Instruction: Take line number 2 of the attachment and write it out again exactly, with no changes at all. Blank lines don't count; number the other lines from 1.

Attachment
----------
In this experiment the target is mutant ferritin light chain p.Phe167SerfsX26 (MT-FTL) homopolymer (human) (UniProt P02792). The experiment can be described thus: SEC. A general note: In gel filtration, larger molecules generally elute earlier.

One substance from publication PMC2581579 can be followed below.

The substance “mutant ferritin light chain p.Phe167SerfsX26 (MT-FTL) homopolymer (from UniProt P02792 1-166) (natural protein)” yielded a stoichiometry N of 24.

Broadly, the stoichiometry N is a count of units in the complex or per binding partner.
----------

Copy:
One substance from publication PMC2581579 can be followed below.